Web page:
Bienvenidos al Peru!
Bianca Finkel is starting her traineeship with Sympra and in collaboration with the empowering people Network she is doing so as epExpert more than 10,000 km away from home – in the Peruvian capital, Lima. She is not only gaining additional overseas experience, but also assisting the empowering people. Network member Café Compadre with communication. At least this was the initial plan…
Even though I’ve only been in Peru for a few days, there are already so many impressions and experiences I could share with you in this blog post.
The day I arrived, the whole team gave me a warm welcome, followed by an immediate introduction to Peruvian cuisine. After a long flight, the ceviche (raw fish in lime juice – my new favorite dish), pisco sour (Peru’s national drink) and tamal (banana leaf stuffed with spicy meat and corn dough filling) tasted even better. But I didn’t get much time to acclimatize in Lima, because on the second night we started our trip to Satipo – a province located in the rainforest of Peru and home to Compadre coffee farmer Cristobal. (If you’d like to know more about Café Compadre and Cristobal at this point, I’d recommend watching this video.)
“Hit The Road Jack”
At 3 a.m., Juan Pablo and Felix (two Compadres), Varun (a volunteer from India) and I headed out on our 12-hour journey into the jungle. For the others it was no big deal, but for me it was the most exciting ride of my life! The scenery was constantly changing, and despite the jet lag I didn’t want to shut my eyes for a second in case I missed something. First we drove through a desolate rocky landscape, climbing ever higher until we finally reached an altitude of 5,000 meters. Of course one of our tires chose that moment to burst, forcing us to take a break. Changing a wheel is never exactly fun, but the lack of oxygen made it even less enjoyable. After about an hour – and resting a dozen times to catch our breath – we got going again.
With every kilometer, the scenery became greener, and we saw alpacas, lamas and wild horses. We were heading for the jungle, which is so incredibly beautiful that it was hard for me to concentrate on the road. I was actually behind the wheel of the giant pick-up at this point, keeping it on dirt roads through the forest, while Juan Pablo and Felix were sound asleep. But when we came to a river I had to drive across, they were both wide awake and shouting encouragement.
Not all coffee beans are alike…
Apart from off-road driving, the last few days have been all about coffee. We picked, smelled, washed, roasted, brewed, tasted and scored one coffee variety after the other. Every day, we visited several coffee farms, and each one was different in its own way. Jeremy, who also came to Peru via the “empowering people. Network” and runs his own coffee business in the United States, accompanied us and for a whole week he shared his knowledge with the Compadres and the farmers. I too found his insights into the subject very helpful.
Each day we spent there showed me the enormous value of what the Compadre team does in the jungle. People here live in extreme poverty, working twelve hours a day on their farms just to be able to afford the basic necessities. Often they don’t earn enough even for that. Thanks to technology provided by Compadre, Cristobal’s hut now has electricity and he can roast his own coffee. Juan Pablo told how the moment in 2015 when Cristobal was first able to try his own coffee has become one of the team’s best memories.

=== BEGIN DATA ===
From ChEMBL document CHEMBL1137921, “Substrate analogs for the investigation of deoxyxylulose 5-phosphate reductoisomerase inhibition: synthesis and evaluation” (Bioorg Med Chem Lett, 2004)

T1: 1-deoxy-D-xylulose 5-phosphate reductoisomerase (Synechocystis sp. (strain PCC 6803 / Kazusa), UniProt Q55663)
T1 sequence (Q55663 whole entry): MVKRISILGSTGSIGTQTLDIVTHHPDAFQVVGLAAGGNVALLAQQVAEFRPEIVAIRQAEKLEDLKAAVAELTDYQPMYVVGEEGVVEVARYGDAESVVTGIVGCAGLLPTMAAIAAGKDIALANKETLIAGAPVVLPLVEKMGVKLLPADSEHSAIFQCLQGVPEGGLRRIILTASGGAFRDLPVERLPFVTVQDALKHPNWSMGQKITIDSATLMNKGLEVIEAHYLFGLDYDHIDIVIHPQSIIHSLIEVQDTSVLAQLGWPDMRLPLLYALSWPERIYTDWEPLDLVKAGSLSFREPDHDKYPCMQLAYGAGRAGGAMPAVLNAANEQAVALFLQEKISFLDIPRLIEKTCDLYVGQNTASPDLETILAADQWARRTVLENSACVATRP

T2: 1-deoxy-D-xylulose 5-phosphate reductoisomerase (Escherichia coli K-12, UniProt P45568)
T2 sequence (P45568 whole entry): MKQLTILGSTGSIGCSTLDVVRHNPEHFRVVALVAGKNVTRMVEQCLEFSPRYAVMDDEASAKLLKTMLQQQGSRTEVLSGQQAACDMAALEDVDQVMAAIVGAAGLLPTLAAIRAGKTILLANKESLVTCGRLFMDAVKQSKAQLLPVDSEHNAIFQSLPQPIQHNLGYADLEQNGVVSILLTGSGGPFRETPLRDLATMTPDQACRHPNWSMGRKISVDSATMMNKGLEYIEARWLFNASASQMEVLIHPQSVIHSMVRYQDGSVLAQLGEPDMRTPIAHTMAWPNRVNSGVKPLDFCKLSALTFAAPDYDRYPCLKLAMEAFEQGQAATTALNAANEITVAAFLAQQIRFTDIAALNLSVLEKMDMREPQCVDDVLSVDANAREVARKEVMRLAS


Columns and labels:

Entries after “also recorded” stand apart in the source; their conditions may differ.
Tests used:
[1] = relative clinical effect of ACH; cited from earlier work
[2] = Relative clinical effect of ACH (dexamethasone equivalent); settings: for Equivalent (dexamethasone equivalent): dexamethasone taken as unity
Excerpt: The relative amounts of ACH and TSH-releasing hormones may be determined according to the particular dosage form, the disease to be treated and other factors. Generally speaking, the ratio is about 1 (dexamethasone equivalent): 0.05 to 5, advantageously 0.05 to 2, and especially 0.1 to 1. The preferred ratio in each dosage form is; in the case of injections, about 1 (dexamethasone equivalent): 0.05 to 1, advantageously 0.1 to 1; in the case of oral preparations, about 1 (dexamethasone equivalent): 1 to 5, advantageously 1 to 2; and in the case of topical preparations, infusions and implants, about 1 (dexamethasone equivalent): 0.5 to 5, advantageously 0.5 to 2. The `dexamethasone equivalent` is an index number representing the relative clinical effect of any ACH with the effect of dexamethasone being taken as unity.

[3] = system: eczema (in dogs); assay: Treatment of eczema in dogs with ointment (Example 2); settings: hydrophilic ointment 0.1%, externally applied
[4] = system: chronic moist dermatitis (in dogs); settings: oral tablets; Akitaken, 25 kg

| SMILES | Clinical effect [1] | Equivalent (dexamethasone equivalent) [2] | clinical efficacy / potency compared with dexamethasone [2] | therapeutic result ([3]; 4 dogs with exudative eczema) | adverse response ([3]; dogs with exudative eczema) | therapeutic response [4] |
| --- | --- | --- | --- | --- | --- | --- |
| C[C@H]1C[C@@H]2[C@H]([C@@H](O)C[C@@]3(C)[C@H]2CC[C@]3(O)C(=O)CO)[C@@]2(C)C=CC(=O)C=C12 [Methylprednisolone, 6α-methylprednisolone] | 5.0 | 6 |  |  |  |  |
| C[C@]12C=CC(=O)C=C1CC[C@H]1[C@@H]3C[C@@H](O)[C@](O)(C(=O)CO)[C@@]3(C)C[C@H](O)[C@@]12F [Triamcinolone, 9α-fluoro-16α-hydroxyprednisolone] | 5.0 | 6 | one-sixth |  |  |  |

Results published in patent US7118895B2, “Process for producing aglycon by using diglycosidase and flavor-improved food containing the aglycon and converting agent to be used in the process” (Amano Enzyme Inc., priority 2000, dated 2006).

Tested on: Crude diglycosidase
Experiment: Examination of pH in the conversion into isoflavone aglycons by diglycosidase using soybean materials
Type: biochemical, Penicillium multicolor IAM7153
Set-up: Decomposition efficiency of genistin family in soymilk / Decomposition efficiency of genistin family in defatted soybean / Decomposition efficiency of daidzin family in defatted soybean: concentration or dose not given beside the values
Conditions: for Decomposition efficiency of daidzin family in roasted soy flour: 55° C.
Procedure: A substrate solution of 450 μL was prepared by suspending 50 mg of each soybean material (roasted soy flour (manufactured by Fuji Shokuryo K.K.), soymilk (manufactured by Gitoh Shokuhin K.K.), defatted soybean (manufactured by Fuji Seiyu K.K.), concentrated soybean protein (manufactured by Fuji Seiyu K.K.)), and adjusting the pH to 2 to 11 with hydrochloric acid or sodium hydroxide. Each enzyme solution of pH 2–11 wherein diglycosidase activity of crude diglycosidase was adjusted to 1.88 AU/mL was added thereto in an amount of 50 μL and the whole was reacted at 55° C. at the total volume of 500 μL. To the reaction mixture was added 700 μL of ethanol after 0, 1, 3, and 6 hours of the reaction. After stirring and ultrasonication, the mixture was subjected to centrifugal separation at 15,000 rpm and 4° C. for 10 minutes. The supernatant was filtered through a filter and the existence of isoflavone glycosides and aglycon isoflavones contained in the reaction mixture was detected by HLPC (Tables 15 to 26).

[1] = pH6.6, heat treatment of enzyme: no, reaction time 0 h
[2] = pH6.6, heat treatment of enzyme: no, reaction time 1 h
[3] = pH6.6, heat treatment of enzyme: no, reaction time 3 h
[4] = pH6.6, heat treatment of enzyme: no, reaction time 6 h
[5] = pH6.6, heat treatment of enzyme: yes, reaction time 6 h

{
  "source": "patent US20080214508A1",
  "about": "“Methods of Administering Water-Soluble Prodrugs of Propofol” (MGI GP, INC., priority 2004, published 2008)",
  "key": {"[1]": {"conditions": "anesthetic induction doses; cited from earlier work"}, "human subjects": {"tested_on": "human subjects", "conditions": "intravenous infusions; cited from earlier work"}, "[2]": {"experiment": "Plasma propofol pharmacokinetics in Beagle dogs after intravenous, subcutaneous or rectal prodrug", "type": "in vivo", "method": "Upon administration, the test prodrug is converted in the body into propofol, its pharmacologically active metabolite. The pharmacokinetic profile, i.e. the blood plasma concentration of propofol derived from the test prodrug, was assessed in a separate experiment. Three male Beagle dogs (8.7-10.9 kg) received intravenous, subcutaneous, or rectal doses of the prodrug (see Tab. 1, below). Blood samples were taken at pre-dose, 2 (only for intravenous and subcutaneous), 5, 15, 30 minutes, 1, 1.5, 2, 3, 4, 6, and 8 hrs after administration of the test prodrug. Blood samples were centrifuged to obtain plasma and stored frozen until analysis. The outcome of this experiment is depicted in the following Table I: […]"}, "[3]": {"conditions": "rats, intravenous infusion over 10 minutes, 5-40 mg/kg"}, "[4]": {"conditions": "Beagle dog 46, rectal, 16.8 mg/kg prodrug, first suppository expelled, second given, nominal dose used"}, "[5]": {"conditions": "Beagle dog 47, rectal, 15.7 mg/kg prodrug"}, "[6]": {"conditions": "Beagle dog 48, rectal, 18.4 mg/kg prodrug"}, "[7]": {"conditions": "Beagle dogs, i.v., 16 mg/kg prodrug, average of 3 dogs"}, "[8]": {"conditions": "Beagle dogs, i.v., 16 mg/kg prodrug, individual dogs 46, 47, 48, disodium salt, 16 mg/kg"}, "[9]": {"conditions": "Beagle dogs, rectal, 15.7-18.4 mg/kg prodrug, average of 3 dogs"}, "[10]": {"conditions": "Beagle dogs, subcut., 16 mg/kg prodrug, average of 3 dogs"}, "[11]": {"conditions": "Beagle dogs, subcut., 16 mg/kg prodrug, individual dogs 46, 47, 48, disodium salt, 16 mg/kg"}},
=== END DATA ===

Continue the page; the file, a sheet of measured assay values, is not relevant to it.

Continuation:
Working in Lima is not all “coffee and cake”
However motivated the Compadre team is in its attempts to improve farmers’ lives, there is no escaping harsh reality. Up until two years ago, they were a university-sponsored project and could concentrate all their efforts on developing technology to improve the farmers’ well-being. But now they are an independent business, and are having to learn to reconcile their ideology with the need to make money. The Compadre team consists of passionate idealists, industrial designers and engineers – none of whom are necessarily business people. So this new role presents them with numerous challenges. Discussions revolve around internal processes, sales strategies, quality stabilization and the question of how to become economically self-sufficient by June 2018. If they don’t find a way by then of establishing Compadre as a profit-making brand, they will be unable to continue financing the enterprise. The clock is ticking, and the team needs all the help it can get to put together a promising plan for the months ahead.
Somehow everything turns out differently
Originally the sole purpose of my trip was to develop a communication concept. But now we’re working on a comprehensive sales and marketing strategy as well as trying to improve logistics and find ways to keep the coffee quality consistent. We talk, research and plan until our heads spin, while outside the roasting drums keep turning with their meanwhile so familiar creaking noise. It’s all very demanding, but I do enjoy it immensely. The commitment and enthusiasm that everyone here brings to Café Compadre are inspiring and uplifting. Every day you really get the feeling of being part of something good.
We will use the next few weeks to carry out a detailed market study, devise some specific marketing measures, and create a schedule and budget. Then it will be time for me to head back to Germany. Once I’m there, I’ll post again to let you know if we manage to get everything done according to plan, and share a few more stories about my time in Peru. Until then, if you’d like to find out more about Café Compadre or support the project, please visit us on Facebook or contact the team via the website. Bye for now and “hasta la vista!”
If you want to know more about the empowering people. Expert Service or look for opportunities to become active yourself, read here.